The Tuxedo Party of Canada Election Platform
Nova Scotia 2013
The Tuxedo Party was formed in 2012 by a group of friends seeking solutions for the over-population of cats in the Halifax Regional Municipality. They were creative, and had Tuxedo Stan (a cat) run for mayor of Halifax Regional Municipality (HRM). While not officially on the ballot, it was a clever campaign to raise awareness of the plight of cats in HRM, and the dire need for a low cost spay-neuter program (as other cities have). The success of the campaign surprised even the organizers – it reached news media/people around the world. It also spawned a line of Stan merchandise the proceeds of which support Stan’s favorite charity Spay Day HRM – a registered charity that helps people on low income spay and neuter their cats.
Tuxedo Stan’s campaign was successful. In April 2013, HRM Council unanimously approved a grant of $40,000 to the SPCA to construct a low-cost spay/neuter clinic. A low-cost clinic is the first important step in addressing the cat over-population.
Tuxedo Stan next set his sights on the provincial political scene, however he succumbed to cancer one day after the official announcement of the provincial election. The fight for the rights of cats will continue; Stan’s brother Earl Grey has taken over the reins of the Tuxedo Party and will run for Premier of Nova Scotia. He plans to continue to lobby for affordable spay/neuter programs province wide, to ensure cat issues are included in the revised Animal Protection Act, and to fight for fairness for cats.
– The Act
On April 22, 2013 the province announced plans to update and strengthen the Animal Protection Act, with the amending statute The Protection of Animal Welfare and Security Act (PAWS). In the revised Act, penalties for animal abusers will be increased: there will be standards for shelters/tethers/restraints, standards regarding the sale of dogs, and standards regarding the transportation/care of dogs. The statute also expanded the definition of animal distress.
While we support increased protection for ALL animals, there was a clear oversight in that issues related to cats are not included.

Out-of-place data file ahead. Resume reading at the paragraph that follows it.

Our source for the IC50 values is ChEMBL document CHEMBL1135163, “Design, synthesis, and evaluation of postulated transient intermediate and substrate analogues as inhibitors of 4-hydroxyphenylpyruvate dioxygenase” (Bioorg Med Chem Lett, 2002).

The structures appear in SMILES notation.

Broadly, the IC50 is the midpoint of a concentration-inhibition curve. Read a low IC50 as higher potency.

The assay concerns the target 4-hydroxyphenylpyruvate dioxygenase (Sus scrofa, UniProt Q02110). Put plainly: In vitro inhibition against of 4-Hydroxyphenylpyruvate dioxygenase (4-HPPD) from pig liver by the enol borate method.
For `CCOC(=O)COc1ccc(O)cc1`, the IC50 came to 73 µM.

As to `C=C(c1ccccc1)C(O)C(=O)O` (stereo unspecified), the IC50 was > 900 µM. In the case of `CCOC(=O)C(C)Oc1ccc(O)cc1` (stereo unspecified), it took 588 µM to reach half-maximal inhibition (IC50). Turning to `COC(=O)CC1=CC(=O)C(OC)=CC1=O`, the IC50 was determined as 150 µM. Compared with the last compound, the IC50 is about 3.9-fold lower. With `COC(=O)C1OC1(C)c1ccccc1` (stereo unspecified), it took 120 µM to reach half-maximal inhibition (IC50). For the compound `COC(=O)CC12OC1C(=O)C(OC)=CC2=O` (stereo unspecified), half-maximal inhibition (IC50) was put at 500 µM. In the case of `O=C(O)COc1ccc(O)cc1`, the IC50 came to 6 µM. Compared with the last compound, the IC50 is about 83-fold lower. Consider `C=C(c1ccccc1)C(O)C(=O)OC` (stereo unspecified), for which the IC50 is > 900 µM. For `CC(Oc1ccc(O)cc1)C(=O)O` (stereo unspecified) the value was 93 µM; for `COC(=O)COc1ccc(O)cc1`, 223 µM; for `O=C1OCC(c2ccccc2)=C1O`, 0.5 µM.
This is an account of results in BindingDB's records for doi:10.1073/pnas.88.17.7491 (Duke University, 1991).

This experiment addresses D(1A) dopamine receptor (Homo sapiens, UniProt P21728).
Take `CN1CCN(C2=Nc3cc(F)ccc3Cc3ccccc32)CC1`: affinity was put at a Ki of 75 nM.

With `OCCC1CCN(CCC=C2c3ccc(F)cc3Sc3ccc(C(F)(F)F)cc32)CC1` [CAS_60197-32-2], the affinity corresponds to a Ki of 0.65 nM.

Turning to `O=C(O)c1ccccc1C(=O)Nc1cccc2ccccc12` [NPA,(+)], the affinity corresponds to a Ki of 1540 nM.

Our point: Revise/update the Animal Protection Act to include issues specific to cats. There are several areas in which this could be done.
The proposed changes include provisions whereby it is illegal to sell a dog whose health has not been certified by a veterinarian. This is intended to address the issue of puppy mills, and to confirm that sellers ensure the health and well-being of their dogs.
Our point: There are also kitten mills, in which breeding cats are kept in poor conditions, and sick kittens are sold. These animals need protection also.
In the Act it is not illegal to abandon a cat – this is a huge issue in our province. These cats are usually unspayed/unneutered, and (through no fault of their own) contribute to the overpopulation. They also suffer through starvation, dehydration, disease, parasites, predation, and trauma.
Our point: It must be made illegal to abandon companion animals, including cats, in the province of Nova Scotia. This clause should be added to Section 22 of the Act: Duties of owners of animals other than farm animals. It is a myth that cats are “fine” on their own, in reality they live in miserable conditions and suffer greatly. Cats are not disposable!
The care of abandoned farm animals is covered by the Act, however there is nothing to ensure that abandoned companion animals (cats, etc) receive the help/care that they need.
Our point: In addition to identifying abandonment of companion animals as an offense, we must also ensure there are measures (legal and financial) to assist them eg. grants to the SPCA or other rescue organizations.
The word ‘cat’ appears nowhere in the Act.
Our point: Identify cats specifically in the Act; other species are identified. Cats are (after all) the most popular companion animal in North America. This would also demonstrate they have importance and value, and that their issues are unique.
The cat over-population crisis is province wide. Affordable spay/neuter programs are the most effective way of controlling cat populations, reducing the spread of disease, and preventing suffering.
Our point: Provincial assistance is needed for affordable spay/neuter program in other communities. In this way, the government models responsible behavior and leads by example. There are various models that could be successful, including mobile spay/neuter clinics.
- Cruelty Investigation and Prosecution
In order to uphold the Animal Protection Act, resources (financial and human) must be increased to support cruelty investigations and judicial proceedings. Currently the SPCA does not have regular funding, and there is no prosecutor who specializes in animal welfare.
Our point: Provide increased/ongoing funding to the SPCA for cruelty investigations, it is more economical than investigations through the Department of Agriculture. The SPCA also regularly deals with issues of domestic pets and works with pet owners to achieve long term solutions. Additionally, a Crown Prosecutor who specializes in animal cruelty should be hired/appointed. This would allow the prosecutor to develop focus and expertise. There is a precedent for this – it was done several years ago for sexual assault cases.